A new German law passed yesterday requires Apple to allow other mobile payments services access to the iPhone’s NFC chip for payments to allow them to fully compete with Apple Pay.
Apple initially completely locked down the NFC chip so that it could be used only by Apple Pay. It later allowed some third-party apps to use the chip but has always refused to do so for other mobile payment apps…
Banks have been demanding access to the NFC chip for their own payment apps since 2016. Australia’s three biggest banks claimed that locking them out of the NFC chip was anti-competitive behavior.
National Australia Bank, Commonwealth Bank of Australia and Westpac Banking Corp all want the right to access the NFC chip in iPhones for their own mobile wallet apps.
Reuters reports that the law doesn’t name Apple specifically, but would apply to the tech giant. The piece somewhat confusingly refers to access to the NFC chip by third-party payment apps as Apple Pay.
A German parliamentary committee unexpectedly voted in a late-night session on Wednesday to force the tech giant to open up Apple Pay to rival providers in Germany.
This came in the form of an amendment to an anti-money laundering law that was adopted late on Thursday by the full parliament and is set to come into effect early next year.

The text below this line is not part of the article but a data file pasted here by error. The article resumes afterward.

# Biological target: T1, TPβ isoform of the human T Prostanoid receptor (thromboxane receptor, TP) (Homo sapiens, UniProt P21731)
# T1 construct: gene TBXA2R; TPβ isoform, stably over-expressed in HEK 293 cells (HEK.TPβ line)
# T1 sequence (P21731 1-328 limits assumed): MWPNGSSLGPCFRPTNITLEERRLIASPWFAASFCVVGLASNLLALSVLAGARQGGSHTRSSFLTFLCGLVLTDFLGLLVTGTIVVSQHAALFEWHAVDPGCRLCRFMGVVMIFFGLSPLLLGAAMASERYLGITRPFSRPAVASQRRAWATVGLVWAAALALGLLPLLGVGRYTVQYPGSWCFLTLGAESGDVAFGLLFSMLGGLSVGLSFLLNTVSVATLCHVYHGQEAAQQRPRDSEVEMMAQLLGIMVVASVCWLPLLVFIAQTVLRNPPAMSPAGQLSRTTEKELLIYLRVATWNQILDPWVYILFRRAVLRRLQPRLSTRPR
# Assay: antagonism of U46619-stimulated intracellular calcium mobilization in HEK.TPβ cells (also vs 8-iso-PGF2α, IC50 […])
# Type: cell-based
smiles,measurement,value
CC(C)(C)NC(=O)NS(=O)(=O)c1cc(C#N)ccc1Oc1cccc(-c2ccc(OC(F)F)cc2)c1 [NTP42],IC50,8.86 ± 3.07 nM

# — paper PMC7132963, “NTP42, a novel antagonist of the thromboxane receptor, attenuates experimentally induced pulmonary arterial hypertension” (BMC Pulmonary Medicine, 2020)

The legislation, which did not name Apple specifically, will force operators of electronic money infrastructure to offer access to rivals for a reasonable fee.
Apple says that the change would be harmful.
We are surprised at how suddenly this legislation was introduced. We fear that the draft law could be harmful to user friendliness, data protection and the security of financial information.
Other European countries may follow Germany’s example. The EU’s antitrust regular was last month reported to be looking into a number of alleged anti-competitive behaviors and restricting access to the NFC chip is one of them.
The investigation covers topics like the prominence of Apple Pay when users set up an iPhone, like the “Set Up Now” notifications that pop up in the Settings app. Another possible issue is the fact that Apple does not let other NFC payment services integrate with the Wallet app, meaning Apple Pay has several exclusive integrations into iOS.
A Commission representative said that they were looking at “possible anti-competitive market practices and abusive conduct.”
This means that Apple could be forced to allow users to choose which mobile payment app is automatically opened when an iPhone’s NFC chip comes within range of a contactless payment pad.
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